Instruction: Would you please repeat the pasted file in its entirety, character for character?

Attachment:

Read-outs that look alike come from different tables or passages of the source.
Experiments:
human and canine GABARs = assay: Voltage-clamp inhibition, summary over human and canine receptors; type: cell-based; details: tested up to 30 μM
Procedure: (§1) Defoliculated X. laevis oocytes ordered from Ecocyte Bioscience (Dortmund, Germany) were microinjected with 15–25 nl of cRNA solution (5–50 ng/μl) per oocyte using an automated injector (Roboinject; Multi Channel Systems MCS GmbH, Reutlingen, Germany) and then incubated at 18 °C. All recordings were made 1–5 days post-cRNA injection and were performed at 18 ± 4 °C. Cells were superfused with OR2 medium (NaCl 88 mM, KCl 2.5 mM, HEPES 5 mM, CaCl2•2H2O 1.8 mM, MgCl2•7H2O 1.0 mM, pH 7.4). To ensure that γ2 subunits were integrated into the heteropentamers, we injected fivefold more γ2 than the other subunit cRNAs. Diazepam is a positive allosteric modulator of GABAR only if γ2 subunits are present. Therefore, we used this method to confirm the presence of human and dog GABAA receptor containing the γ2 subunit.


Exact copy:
Read-outs that look alike come from different tables or passages of the source.
Experiments:
human and canine GABARs = assay: Voltage-clamp inhibition, summary over human and canine receptors; type: cell-based; details: tested up to 30 μM
Procedure: (§1) Defoliculated X. laevis oocytes ordered from Ecocyte Bioscience (Dortmund, Germany) were microinjected with 15–25 nl of cRNA solution (5–50 ng/μl) per oocyte using an automated injector (Roboinject; Multi Channel Systems MCS GmbH, Reutlingen, Germany) and then incubated at 18 °C. All recordings were made 1–5 days post-cRNA injection and were performed at 18 ± 4 °C. Cells were superfused with OR2 medium (NaCl 88 mM, KCl 2.5 mM, HEPES 5 mM, CaCl2•2H2O 1.8 mM, MgCl2•7H2O 1.0 mM, pH 7.4). To ensure that γ2 subunits were integrated into the heteropentamers, we injected fivefold more γ2 than the other subunit cRNAs. Diazepam is a positive allosteric modulator of GABAR only if γ2 subunits are present. Therefore, we used this method to confirm the presence of human and dog GABAA receptor containing the γ2 subunit.